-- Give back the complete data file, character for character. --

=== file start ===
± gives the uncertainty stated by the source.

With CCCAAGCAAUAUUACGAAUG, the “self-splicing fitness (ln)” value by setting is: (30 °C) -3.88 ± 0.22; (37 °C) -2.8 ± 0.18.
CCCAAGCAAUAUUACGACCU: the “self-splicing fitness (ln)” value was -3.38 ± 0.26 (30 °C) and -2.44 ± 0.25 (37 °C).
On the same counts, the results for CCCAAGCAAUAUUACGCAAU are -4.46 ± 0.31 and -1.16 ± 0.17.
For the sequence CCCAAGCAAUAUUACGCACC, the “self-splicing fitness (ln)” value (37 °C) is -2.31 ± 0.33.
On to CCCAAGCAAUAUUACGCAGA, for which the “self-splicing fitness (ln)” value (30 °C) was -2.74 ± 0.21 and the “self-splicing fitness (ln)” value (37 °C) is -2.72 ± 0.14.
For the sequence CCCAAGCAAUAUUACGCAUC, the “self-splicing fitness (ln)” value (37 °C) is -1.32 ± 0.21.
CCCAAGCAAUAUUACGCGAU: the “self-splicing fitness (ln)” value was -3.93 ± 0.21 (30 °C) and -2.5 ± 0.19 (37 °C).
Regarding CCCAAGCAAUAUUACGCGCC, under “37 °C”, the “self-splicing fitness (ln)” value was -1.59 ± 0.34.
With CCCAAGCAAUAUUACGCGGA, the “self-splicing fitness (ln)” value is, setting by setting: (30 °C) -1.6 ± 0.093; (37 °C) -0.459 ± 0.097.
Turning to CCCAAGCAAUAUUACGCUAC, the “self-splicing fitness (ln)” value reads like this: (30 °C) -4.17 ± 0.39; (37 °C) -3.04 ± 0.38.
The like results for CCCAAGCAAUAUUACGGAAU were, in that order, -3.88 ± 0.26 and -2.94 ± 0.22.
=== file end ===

± gives the uncertainty stated by the source.

With CCCAAGCAAUAUUACGAAUG, the “self-splicing fitness (ln)” value by setting is: (30 °C) -3.88 ± 0.22; (37 °C) -2.8 ± 0.18.
CCCAAGCAAUAUUACGACCU: the “self-splicing fitness (ln)” value was -3.38 ± 0.26 (30 °C) and -2.44 ± 0.25 (37 °C).
On the same counts, the results for CCCAAGCAAUAUUACGCAAU are -4.46 ± 0.31 and -1.16 ± 0.17.
For the sequence CCCAAGCAAUAUUACGCACC, the “self-splicing fitness (ln)” value (37 °C) is -2.31 ± 0.33.
On to CCCAAGCAAUAUUACGCAGA, for which the “self-splicing fitness (ln)” value (30 °C) was -2.74 ± 0.21 and the “self-splicing fitness (ln)” value (37 °C) is -2.72 ± 0.14.
For the sequence CCCAAGCAAUAUUACGCAUC, the “self-splicing fitness (ln)” value (37 °C) is -1.32 ± 0.21.
CCCAAGCAAUAUUACGCGAU: the “self-splicing fitness (ln)” value was -3.93 ± 0.21 (30 °C) and -2.5 ± 0.19 (37 °C).
Regarding CCCAAGCAAUAUUACGCGCC, under “37 °C”, the “self-splicing fitness (ln)” value was -1.59 ± 0.34.
With CCCAAGCAAUAUUACGCGGA, the “self-splicing fitness (ln)” value is, setting by setting: (30 °C) -1.6 ± 0.093; (37 °C) -0.459 ± 0.097.
Turning to CCCAAGCAAUAUUACGCUAC, the “self-splicing fitness (ln)” value reads like this: (30 °C) -4.17 ± 0.39; (37 °C) -3.04 ± 0.38.
The like results for CCCAAGCAAUAUUACGGAAU were, in that order, -3.88 ± 0.26 and -2.94 ± 0.22.